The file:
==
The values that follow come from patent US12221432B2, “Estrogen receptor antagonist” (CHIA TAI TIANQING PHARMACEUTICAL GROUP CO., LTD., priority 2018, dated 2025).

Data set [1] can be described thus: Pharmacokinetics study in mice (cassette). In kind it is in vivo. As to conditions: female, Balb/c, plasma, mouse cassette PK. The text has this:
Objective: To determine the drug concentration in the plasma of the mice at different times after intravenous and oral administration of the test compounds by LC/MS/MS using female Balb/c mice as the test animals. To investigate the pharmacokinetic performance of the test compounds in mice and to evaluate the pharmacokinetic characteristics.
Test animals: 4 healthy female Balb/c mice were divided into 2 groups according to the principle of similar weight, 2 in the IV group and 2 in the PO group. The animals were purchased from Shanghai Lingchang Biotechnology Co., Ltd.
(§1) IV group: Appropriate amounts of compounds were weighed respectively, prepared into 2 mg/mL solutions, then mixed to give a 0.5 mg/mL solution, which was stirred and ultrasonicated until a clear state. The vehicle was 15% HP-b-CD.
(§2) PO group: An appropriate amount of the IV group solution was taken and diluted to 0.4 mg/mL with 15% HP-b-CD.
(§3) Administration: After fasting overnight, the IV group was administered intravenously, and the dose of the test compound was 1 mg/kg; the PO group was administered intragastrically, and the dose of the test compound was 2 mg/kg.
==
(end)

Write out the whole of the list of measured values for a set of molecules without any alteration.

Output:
The values that follow come from patent US12221432B2, “Estrogen receptor antagonist” (CHIA TAI TIANQING PHARMACEUTICAL GROUP CO., LTD., priority 2018, dated 2025).

Data set [1] can be described thus: Pharmacokinetics study in mice (cassette). In kind it is in vivo. As to conditions: female, Balb/c, plasma, mouse cassette PK. The text has this:
Objective: To determine the drug concentration in the plasma of the mice at different times after intravenous and oral administration of the test compounds by LC/MS/MS using female Balb/c mice as the test animals. To investigate the pharmacokinetic performance of the test compounds in mice and to evaluate the pharmacokinetic characteristics.
Test animals: 4 healthy female Balb/c mice were divided into 2 groups according to the principle of similar weight, 2 in the IV group and 2 in the PO group. The animals were purchased from Shanghai Lingchang Biotechnology Co., Ltd.
(§1) IV group: Appropriate amounts of compounds were weighed respectively, prepared into 2 mg/mL solutions, then mixed to give a 0.5 mg/mL solution, which was stirred and ultrasonicated until a clear state. The vehicle was 15% HP-b-CD.
(§2) PO group: An appropriate amount of the IV group solution was taken and diluted to 0.4 mg/mL with 15% HP-b-CD.
(§3) Administration: After fasting overnight, the IV group was administered intravenously, and the dose of the test compound was 1 mg/kg; the PO group was administered intragastrically, and the dose of the test compound was 2 mg/kg.